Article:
Figures top
[Figure 1] Fig. 1. Showing the asymmetric unit of the title structure (Displacement ellipsoids are drawn at the 50% probability level).
[Figure 2] Fig. 2. Shows the infrared spectrum (upper part) and Raman spectrum (lower part) of the title compound.
[Figure 3] Fig. 3. Pairwise twisted (green/violet and red/blue) hydrogen bonded chains run along [010].
[Figure 4] Fig. 4. Showing the packing of rectangular rods constructed by pairwise twisted chains. π-π interactions are visualized by black lines connecting the centres of neighbouring rings.
2-Aminopyridin-1-ium triiodide top
Crystal data top
C5H7N2+·I3Z = 2
Mr = 475.83F(000) = 420
Triclinic, P1Dx = 2.929 Mg m3
a = 8.0446 (4) ÅMo Kα radiation, λ = 0.71073 Å
b = 8.9973 (5) ÅCell parameters from 6254 reflections
c = 9.1464 (4) Åθ = 3.1–32.6°
α = 117.805 (6)°µ = 8.64 mm1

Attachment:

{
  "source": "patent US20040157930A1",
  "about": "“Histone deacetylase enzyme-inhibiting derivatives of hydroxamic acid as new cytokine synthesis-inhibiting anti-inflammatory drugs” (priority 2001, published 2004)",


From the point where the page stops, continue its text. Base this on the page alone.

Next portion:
β = 90.939 (4)°T = 100 K
γ = 109.640 (5)°Plate, orange
V = 539.46 (6) Å30.43 × 0.41 × 0.04 mm
Data collection top
Oxford Diffraction Xcalibur Eos
diffractometer
2186 independent reflections
Radiation source: Sealed tube X-ray Source2078 reflections with I > 2σ(I)
Equatorial mounted graphite monochromatorRint = 0.021
Detector resolution: 16.2711 pixels mm-1θmax = 26.3°, θmin = 3.1°
ω scansh = 109
Absorption correction: analytical
[CrysAlis PRO (Oxford Diffraction, 2009) based on expressions derived by Clark & Reid (1995)]
k = 1111
Tmin = 0.083, Tmax = 0.698l = 1111
5668 measured reflections
Refinement top
Refinement on F2Hydrogen site location: difference Fourier map
Least-squares matrix: fullH atoms treated by a mixture of independent and constrained refinement
R[F2 > 2σ(F2)] = 0.018 w = 1/[σ2(Fo2) + (0.015P)2 + 1.5P]
where P = (Fo2 + 2Fc2)/3
wR(F2) = 0.041(Δ/σ)max = 0.001
S = 1.01Δρmax = 0.99 e Å3
2186 reflectionsΔρmin = 0.59 e Å3
117 parametersExtinction correction: SHELXL, Fc*=kFc[1+0.001xFc2λ3/sin(2θ)]-1/4
2 restraintsExtinction coefficient: 0.0075 (2)
Crystal data top
C5H7N2+·I3γ = 109.640 (5)°
Mr = 475.83V = 539.46 (6) Å3
Triclinic, P1Z = 2
a = 8.0446 (4) ÅMo Kα radiation
b = 8.9973 (5) ŵ = 8.64 mm1
c = 9.1464 (4) ÅT = 100 K